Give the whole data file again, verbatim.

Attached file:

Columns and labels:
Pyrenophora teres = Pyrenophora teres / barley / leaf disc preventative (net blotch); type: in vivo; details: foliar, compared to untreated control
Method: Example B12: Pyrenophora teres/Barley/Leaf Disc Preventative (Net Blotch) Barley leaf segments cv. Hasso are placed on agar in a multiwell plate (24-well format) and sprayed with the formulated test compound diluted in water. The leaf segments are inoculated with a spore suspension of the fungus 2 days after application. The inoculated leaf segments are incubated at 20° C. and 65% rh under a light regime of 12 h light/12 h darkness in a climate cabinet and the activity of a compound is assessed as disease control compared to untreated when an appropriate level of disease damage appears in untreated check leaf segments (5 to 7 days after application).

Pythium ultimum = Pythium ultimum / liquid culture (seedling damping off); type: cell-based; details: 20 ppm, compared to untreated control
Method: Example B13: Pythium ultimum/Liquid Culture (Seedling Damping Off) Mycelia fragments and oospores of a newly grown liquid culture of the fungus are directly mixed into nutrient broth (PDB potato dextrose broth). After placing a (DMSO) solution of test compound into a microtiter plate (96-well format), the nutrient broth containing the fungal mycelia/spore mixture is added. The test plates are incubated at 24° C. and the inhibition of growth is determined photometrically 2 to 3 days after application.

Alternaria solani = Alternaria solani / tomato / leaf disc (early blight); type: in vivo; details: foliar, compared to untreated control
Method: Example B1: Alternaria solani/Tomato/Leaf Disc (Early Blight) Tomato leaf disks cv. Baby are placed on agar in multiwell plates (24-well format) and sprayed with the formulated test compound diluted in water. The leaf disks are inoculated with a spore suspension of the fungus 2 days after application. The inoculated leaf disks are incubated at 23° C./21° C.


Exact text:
Columns and labels:
Pyrenophora teres = Pyrenophora teres / barley / leaf disc preventative (net blotch); type: in vivo; details: foliar, compared to untreated control
Method: Example B12: Pyrenophora teres/Barley/Leaf Disc Preventative (Net Blotch) Barley leaf segments cv. Hasso are placed on agar in a multiwell plate (24-well format) and sprayed with the formulated test compound diluted in water. The leaf segments are inoculated with a spore suspension of the fungus 2 days after application. The inoculated leaf segments are incubated at 20° C. and 65% rh under a light regime of 12 h light/12 h darkness in a climate cabinet and the activity of a compound is assessed as disease control compared to untreated when an appropriate level of disease damage appears in untreated check leaf segments (5 to 7 days after application).

Pythium ultimum = Pythium ultimum / liquid culture (seedling damping off); type: cell-based; details: 20 ppm, compared to untreated control
Method: Example B13: Pythium ultimum/Liquid Culture (Seedling Damping Off) Mycelia fragments and oospores of a newly grown liquid culture of the fungus are directly mixed into nutrient broth (PDB potato dextrose broth). After placing a (DMSO) solution of test compound into a microtiter plate (96-well format), the nutrient broth containing the fungal mycelia/spore mixture is added. The test plates are incubated at 24° C. and the inhibition of growth is determined photometrically 2 to 3 days after application.

Alternaria solani = Alternaria solani / tomato / leaf disc (early blight); type: in vivo; details: foliar, compared to untreated control
Method: Example B1: Alternaria solani/Tomato/Leaf Disc (Early Blight) Tomato leaf disks cv. Baby are placed on agar in multiwell plates (24-well format) and sprayed with the formulated test compound diluted in water. The leaf disks are inoculated with a spore suspension of the fungus 2 days after application. The inoculated leaf disks are incubated at 23° C./21° C.